This is a story which cannot be separated from the city in which it unfolded, Baltimore, Maryland. We are a city deeply divided and yet deeply united. In spite of our flaws. Because of our flaws. If you read the history of our town and of our race relations, you know that things here have not always been so nice. But if you read your history, you also know about Francis Scott Key and about Edgar Allen Poe. And that we are a city that thrives on our contradictions.
We have been featured in sleazy John Waters films and in poetic dramas like Clara’s Heart. We have our jazz clubs and our inner city ghettos. Our streets teem with business men wearing suits and with artists who carry their easels in their hearts. We have thrived as much on racism as we have on black culture. And yet all is not black and white. We bleed in color, in purple in winter and in orange in the summer, but yet on this day in red for all to see.
And in our city there was a man who solidified for us all of our struggles and contradictions on one fateful afternoon on the west side of town. His name was Freddie Gray. He did not aspire to be such a person who would bring everything to a head. And yet, that is exactly what happened.
He was a criminal. And yet on this day he had committed no crime except making eye contact with a police officer and running away. And the way he died he has come to represent an all-too-familiar story. One of policemen and of criminals and of presumed guilt, one of black men and of a lack of due process, of brutality and of tensions that bubbled once again over the surface and unto city streets.
And the issues are not black and white. Except that they are. Had Freddie Gray actually been arrested for the commission of a crime, he would have been entitled to due process and would have had a hired or an appointed attorney. After all, the officers involved were not denied any of these rights. As it should be.
It is not hard to see that our laws forbid a man like Freddie Gray, though convicted in the past of committing crimes, from being killed on his way to jail. The law should have protected him from even having being arrested at all as he had not committed a crime. Too often black men are denied these basic rights.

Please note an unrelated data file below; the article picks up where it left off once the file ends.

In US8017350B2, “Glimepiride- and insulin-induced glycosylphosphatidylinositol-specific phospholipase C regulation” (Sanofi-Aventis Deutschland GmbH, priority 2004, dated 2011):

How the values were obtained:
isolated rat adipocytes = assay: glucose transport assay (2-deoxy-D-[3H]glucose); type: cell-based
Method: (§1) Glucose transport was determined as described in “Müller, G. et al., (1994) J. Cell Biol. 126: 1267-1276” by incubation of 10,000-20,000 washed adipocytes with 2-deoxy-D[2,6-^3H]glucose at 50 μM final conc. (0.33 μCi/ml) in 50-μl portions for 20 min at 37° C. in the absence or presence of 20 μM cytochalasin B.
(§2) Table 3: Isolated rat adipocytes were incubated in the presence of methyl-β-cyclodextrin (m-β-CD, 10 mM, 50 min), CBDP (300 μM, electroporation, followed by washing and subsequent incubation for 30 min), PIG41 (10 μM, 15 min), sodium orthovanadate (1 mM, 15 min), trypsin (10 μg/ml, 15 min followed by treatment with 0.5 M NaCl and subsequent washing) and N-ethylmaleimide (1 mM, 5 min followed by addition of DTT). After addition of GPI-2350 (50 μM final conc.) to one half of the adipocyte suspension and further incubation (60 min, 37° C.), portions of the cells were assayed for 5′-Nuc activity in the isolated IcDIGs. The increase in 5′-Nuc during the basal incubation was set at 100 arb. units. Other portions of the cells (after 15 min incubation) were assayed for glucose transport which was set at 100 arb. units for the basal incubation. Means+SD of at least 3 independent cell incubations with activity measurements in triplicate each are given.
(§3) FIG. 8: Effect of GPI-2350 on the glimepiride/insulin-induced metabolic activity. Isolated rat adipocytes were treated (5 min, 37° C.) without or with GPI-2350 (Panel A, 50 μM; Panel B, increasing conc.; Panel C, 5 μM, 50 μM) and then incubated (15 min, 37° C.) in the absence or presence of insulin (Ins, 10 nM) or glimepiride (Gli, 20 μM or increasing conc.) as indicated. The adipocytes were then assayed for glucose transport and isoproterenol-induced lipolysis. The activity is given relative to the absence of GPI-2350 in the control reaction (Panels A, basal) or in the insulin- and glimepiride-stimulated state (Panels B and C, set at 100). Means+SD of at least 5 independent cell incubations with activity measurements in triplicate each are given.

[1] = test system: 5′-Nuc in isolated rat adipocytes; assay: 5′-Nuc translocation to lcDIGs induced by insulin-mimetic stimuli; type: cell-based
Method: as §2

And for most police, it is a dangerous and thankless job which they carry on day by day. For most of them the reckless actions of a few have only served to make their jobs, and their lives, harder. Most are upstanding citizens carrying out a task that no one else wants to do. Most of them are out to protect the greater good and they deserve our respect. And for those who would brutalize and deny our citizens the rights to which the Constitution would afford them, there must be consequences.
But in this case there were consequences. Consequences for being black. Consequences for being suspicious to the police and of the police. And for our city there have been consequences splashed all over the country’s media and newsfeeds. People who have never been to Baltimore have weighed in on a social struggle which they will never understand.
The case of Freddie Gray has shown us our contradictions, in black and white, and has held them up for all of us to see. And I truly think only those from bustling Baltimore get it. Only those from Baltimore see what it is and understand why a mama will hold on to her black son just a little bit tighter before letting him go. And why a police officer’s wife will hold her husband’s hand just a little bit longer before he leaves for work any given day.
Our divisions have divided us for so long that we think we know where the battle lines have been drawn. But sometimes we forget that so many of us are really on the same side. We forget about the police officers protecting young black men and the young black men applying to become police officers. We forget about the mamas teaching their sons to respect policemen and the officers who want to serve and protect us. And so I would urge the citizens of my beloved Baltimore to remember what draws us all together as a community and as the humanity that comprises this messed up city full of brutal contradictions.
Rosa Hopkins blogs at www.lifeinsidethehouseontherock.com and is a recording artist whose songs have been played on the radio. She is the co-host of, ‘The Joe and Rosa Show’ on WDZY, AM & FM, Richmond, VA. She lives in the hills of WV with her husband, miracle baby, Jack Russell and a shapeless hound named Lou.